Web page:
This land-lust is also a highlight of the emerging breakdown in Salem’s community, where self-profit and motivation begin to emerge into the centre-stage. Another of the first individuals to be presented in the text, Abigail is quickly established as a character of deceit and lies, with ‘an endless capacity for dissembling’. This skill is quickly shown within the first lines of speech in the act as Parris’ demands that he ‘must know’ what sort of actions Abigail committed when Parris discovered her in the forest dancing. The fact that she was taking part in dance, against the Puritan ideals of lack of self-enjoyment, the text establishes that she is a character that makes up part of the crumbling society and pushing forward the notion of ‘old disciplines…[rankling]’ over time.

By the end of the conversation, Abigail has already taken control of Parris, in fact even to the extent of turning onto him and demanding Parris to answer whether he ‘[begrudges] (her) bed’, to which Parris is only able to answer shortly and refrain from attacking Abigail again, and from this we also see how Abigail presents her volatile personality, from attempting to seduce Proctor ‘tauntingly’, to suddenly full blown anger, before ‘weeping’ and clutching Proctor ‘desperately’. The text demonstrates how Abigail startlingly ignores the traditions and rules of the time, even going as far as to encouraging Proctor to continue his affair with her, suggesting that he would not only ‘come five mile to see a silly girl fly’, and that she has been ‘waitin’…every night’.

This previous incident demonstrates her volatile nature as she so clearly rebels against the religious authority, having an affair with Proctor and then lying to her uncle about it when she adamantly claims that her ‘name is good in the village’, despite Elizabeth Proctor spreading evidence of an affair committed on her behalf. This rebellious nature continues when she first claims that she ‘would never hurt Betty’, yet upon Betty’s accusations against her she quickly reacts by ‘[smashing] her across the face’ in an attempt to cover the fact that she was involved in witchcraft, as well as drinking a charm made of blood in order to kill Elizabeth Proctor.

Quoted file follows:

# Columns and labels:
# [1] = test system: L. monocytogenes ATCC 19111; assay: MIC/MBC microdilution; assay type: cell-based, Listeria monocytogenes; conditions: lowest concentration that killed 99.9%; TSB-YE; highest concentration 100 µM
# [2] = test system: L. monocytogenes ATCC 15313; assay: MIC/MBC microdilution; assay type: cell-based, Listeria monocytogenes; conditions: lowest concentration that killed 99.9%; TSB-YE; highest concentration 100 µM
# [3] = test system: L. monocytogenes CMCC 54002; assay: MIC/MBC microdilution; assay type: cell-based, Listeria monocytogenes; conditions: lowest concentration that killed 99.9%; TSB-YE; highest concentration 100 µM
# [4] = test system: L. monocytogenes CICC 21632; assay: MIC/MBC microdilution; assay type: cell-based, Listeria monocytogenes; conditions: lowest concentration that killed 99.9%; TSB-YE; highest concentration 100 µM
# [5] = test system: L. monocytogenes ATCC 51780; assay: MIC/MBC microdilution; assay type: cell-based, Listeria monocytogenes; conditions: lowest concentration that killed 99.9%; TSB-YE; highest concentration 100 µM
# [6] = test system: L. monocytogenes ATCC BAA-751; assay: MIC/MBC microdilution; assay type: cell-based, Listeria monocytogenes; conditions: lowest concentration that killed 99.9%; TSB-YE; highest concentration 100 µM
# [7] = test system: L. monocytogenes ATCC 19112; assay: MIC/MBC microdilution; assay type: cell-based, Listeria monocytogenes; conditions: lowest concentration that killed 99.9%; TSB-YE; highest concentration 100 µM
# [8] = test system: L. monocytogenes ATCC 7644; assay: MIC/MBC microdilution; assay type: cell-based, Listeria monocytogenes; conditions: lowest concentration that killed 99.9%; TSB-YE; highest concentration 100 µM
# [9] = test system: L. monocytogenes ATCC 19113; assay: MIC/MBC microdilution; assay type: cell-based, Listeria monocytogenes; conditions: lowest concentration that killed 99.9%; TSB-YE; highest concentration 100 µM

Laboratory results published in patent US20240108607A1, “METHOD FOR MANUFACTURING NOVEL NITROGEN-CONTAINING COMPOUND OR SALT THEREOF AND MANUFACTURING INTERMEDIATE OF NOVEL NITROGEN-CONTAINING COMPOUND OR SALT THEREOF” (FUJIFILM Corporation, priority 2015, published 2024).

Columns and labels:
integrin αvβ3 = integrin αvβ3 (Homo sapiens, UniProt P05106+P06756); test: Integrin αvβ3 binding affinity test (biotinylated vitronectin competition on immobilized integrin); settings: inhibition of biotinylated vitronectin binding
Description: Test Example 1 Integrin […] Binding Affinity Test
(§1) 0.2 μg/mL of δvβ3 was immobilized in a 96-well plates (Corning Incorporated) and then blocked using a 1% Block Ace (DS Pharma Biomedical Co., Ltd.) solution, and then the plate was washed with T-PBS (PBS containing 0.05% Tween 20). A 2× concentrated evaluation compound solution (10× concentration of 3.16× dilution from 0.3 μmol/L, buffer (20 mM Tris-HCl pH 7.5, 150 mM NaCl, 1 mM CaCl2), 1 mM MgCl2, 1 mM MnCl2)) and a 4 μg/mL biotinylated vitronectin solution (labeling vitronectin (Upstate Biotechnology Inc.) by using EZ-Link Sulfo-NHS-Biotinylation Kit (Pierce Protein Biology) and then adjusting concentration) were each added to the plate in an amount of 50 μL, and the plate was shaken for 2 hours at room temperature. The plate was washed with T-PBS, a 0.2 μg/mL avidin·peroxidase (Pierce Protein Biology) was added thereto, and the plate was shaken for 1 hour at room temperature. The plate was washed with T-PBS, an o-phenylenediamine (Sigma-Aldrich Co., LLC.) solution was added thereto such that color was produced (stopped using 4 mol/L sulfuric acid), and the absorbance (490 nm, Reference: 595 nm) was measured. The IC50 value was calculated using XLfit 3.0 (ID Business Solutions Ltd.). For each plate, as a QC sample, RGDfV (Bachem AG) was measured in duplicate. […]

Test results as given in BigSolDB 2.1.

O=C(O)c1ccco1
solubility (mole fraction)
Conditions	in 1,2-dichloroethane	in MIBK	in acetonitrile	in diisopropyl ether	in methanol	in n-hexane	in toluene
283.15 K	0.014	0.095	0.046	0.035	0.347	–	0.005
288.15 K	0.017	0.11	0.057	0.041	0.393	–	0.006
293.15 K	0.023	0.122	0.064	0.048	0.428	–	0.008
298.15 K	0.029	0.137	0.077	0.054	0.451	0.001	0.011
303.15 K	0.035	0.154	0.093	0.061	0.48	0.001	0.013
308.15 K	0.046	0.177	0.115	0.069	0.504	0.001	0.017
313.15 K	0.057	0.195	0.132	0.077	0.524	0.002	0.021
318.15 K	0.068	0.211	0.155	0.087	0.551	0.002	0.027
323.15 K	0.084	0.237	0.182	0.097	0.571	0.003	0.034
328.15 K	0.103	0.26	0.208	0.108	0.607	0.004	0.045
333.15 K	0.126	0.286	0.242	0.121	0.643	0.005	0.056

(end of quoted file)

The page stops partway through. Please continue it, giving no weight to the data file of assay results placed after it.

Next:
Her skills at manipulation become even more apparent as despite the fact that she encouraged the dancing and witchcraft in the first place, she flips the blame over from her to the other citizens in the community, hiding her own wrongdoings under the pretence of her being under the influence of witches, even going as far as blaming the very person who agreed to her demands, Tituba. Her manipulative skill quickly transforms the scene into a frenzy craziness, as each person in turn with ‘ecstatic cries’ begin accusing various members of the community of partaking in witchcraft. Abigail is clearly set against the notion of her being in a low position in the Puritan patriarchal society, being female as well as an orphan.

As she constructs her lies and excuses for Elizabeth Proctor kicking her out of their house she suggests that ‘they want slaves’, and that she ‘will not black (her) face for any of them’, and will not willingly accept her position in society. Proctor is introduced as a normally upright, and respectable character, one being able to make ‘a fool [feel] his foolishness instantly’. However, the text quickly points out that although he is well respected in the village, being able to expose hypocrisy and stand up for his own opinions, we quickly see how Proctor is very much troubled by his own personal sin: having an affair with Abigail which would have been against his own religious beliefs, corrupting his idea of self-respect.